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Markets and Fairs
There was a difference between fairs and markets. Markets could be held  weekly or more often especially in the
bigger towns as farmers and their wives brought in eggs, potatoes, vegetables, etc. for sale. Others might bring in
salt fish or fruits such as apples in season. The ability to have a fair was originally granted by the Crown and was
a much more organised event typically held four times a year and generally over a period of perhaps three days - a
gathering day, the fair day and a scattering day when everyone dispersed. Often they were associated with a saint
or a place of devotion as at  Holywell, near Belcoo in Fermanagh.

People selling had to pay a fee to the person or body who had the rights to hold the fair, generally the local
landlord or the Town Commissioners and this often led to fights as people did their best to avoid paying. Many
places had a Market Cross e.g. Clones, Lisnaskea and Holywell where bargains could be sealed or persons could
swear that they had transacted no business in the fair  that day and so had nothing to pay.

Different parts of the town might be given over to different markets - the Pig Market, Haymarket, Cornmarket,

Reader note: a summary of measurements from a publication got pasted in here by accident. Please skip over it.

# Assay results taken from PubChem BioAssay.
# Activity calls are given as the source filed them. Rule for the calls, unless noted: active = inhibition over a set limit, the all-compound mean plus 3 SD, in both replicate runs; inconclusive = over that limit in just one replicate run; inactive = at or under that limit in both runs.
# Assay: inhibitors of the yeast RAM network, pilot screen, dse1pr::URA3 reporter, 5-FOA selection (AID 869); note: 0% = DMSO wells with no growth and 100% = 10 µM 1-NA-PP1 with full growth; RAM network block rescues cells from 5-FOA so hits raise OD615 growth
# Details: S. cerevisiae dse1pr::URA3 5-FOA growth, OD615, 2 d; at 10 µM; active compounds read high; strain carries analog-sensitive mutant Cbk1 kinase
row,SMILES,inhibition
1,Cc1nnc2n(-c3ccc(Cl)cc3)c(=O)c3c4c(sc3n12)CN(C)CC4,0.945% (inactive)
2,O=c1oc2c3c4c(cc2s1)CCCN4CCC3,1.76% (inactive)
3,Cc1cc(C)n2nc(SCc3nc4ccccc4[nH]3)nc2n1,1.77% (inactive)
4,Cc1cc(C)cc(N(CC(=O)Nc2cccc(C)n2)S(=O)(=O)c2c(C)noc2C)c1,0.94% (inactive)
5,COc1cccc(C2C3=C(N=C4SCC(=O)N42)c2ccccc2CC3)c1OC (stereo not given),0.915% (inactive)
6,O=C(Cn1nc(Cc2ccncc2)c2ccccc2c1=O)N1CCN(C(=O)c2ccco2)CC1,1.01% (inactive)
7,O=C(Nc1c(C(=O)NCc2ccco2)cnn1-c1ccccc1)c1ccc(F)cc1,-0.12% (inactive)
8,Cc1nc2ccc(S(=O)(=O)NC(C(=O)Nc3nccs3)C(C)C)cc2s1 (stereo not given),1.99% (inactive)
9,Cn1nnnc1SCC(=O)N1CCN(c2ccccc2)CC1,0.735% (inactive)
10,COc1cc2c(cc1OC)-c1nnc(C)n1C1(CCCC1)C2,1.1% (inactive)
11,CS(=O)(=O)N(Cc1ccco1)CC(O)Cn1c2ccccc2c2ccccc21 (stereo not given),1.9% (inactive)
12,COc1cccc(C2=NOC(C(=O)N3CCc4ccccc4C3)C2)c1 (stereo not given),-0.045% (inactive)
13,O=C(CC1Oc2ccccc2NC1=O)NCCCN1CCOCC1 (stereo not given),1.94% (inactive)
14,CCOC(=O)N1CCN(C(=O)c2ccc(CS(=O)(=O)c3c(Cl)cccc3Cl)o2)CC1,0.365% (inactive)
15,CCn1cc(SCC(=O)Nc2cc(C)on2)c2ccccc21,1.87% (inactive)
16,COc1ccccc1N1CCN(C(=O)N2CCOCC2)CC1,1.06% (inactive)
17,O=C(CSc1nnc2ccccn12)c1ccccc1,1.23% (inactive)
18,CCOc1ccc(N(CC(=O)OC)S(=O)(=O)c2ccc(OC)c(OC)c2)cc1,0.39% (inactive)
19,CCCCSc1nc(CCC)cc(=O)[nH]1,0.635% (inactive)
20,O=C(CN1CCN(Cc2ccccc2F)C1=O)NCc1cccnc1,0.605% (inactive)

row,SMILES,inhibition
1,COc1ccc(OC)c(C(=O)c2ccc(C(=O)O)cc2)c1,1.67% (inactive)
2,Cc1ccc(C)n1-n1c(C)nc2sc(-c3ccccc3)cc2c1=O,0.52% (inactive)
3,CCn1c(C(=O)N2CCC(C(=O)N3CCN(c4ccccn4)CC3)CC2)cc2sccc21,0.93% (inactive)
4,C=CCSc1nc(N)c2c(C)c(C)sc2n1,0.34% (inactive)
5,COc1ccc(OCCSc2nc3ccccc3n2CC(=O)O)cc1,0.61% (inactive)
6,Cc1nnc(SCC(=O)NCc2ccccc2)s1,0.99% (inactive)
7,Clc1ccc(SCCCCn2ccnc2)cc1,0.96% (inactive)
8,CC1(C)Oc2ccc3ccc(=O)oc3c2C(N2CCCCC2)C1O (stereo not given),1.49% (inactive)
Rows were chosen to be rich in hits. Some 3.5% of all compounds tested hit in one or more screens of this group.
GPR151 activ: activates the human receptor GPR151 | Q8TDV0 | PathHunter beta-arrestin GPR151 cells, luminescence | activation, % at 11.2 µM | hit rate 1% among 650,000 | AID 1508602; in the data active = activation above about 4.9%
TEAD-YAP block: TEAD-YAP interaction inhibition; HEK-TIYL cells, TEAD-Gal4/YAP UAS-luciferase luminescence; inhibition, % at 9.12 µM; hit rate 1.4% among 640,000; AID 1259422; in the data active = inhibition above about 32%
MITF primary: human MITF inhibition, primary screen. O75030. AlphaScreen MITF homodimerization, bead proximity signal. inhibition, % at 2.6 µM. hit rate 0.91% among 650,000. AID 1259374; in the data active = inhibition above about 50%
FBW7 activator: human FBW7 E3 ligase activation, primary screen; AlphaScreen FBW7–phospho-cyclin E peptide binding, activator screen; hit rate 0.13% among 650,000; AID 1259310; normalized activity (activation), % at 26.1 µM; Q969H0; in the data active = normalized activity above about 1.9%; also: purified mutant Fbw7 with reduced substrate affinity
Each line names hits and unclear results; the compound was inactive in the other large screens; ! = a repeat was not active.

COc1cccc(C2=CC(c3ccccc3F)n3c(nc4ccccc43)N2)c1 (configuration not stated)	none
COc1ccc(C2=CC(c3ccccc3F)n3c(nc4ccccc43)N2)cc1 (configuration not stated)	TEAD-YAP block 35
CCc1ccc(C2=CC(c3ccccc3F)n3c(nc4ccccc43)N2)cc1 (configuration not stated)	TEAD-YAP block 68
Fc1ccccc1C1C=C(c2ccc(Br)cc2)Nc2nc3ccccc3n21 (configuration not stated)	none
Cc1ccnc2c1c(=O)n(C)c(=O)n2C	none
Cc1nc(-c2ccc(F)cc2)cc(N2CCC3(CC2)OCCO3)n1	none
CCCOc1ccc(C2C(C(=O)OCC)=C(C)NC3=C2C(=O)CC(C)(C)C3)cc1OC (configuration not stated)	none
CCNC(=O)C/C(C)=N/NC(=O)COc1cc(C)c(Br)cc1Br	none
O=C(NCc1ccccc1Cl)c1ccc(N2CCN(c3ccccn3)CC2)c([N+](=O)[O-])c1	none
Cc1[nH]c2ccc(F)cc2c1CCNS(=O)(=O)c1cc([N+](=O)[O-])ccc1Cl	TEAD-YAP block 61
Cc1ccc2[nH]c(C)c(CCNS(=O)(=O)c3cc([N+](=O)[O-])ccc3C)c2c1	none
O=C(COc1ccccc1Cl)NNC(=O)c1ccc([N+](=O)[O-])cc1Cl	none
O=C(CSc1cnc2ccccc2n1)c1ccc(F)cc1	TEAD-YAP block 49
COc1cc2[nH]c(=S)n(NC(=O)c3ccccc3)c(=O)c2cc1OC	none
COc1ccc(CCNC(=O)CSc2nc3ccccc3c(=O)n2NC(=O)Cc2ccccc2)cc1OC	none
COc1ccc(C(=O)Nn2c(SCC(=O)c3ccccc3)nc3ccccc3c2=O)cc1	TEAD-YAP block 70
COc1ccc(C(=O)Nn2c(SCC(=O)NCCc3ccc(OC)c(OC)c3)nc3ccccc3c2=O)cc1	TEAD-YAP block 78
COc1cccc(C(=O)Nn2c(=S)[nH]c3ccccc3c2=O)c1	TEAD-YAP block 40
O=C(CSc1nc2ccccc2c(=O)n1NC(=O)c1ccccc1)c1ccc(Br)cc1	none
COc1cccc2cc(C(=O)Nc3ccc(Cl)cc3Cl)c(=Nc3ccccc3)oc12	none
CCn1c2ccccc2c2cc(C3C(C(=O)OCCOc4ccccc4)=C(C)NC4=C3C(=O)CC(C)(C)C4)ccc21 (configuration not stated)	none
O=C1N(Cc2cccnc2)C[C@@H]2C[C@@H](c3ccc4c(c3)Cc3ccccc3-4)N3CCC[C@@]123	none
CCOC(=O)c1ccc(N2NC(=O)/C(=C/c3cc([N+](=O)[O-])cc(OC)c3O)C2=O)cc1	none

etc. Horse fairs were common when the armies of Europe came buying Irish horses for their cavalry regiments and
these were  held where the horses could be seen moving generally on a sloping street where  any faults in the
animal could be more easily seen when it was placed under some  degree of effort. Those in charge of the Fairs and
Markets were supposed to  ensure that no goods were adulterated, that the goods were of proper weight,  that
fraudulent coinage was not being used, that pickpockets be dealth with,  etc.

In time fairs became monthly events on a certain date of each month such as Kesh on the 4th and Pettigo on the
20th with the fair moving to a Monday if it fell on a Sunday. The town would fill up with cattle, sheep, pigs,
piglets in carts covered in sacking so that the did not get sunburned and all kinds of second hand clothes and boot
sellers, harness and rope sellers and the noise was  a bedlam of roaring, squealing and bleating mixed with people
shouting their wares and bargains being sealed with the slap of hands and the exchange of  a luck penny. You can
imagine what the village street was like after a fair day.  Older children were allowed out of school to help drive
animals to and from the  fair and sometimes the entire school shut down. The monthly fair came to an end  about
1960 when the testing of animals for T.B. came in and new attested  salesyards were set up.  

John Cunningham of Fermanagh Gold


Irish Naming Traditions/Patterns
This is intended to be just a general guideline. There may be many differences, depending upon the community. It
may also be useful for those tracing their Irish family genealogy as the same names seem to crop up frequently
within families:

Oldest son named after the Father's father
2nd son named after the Mother's father
3rd son named after the Father
4th son named after the Father's oldest brother

Oldest daughter named after the Mother's mother
2nd daughter named after the Father's mother
3rd daughter named after the Mother
4th daughter named after the Mother's oldest sister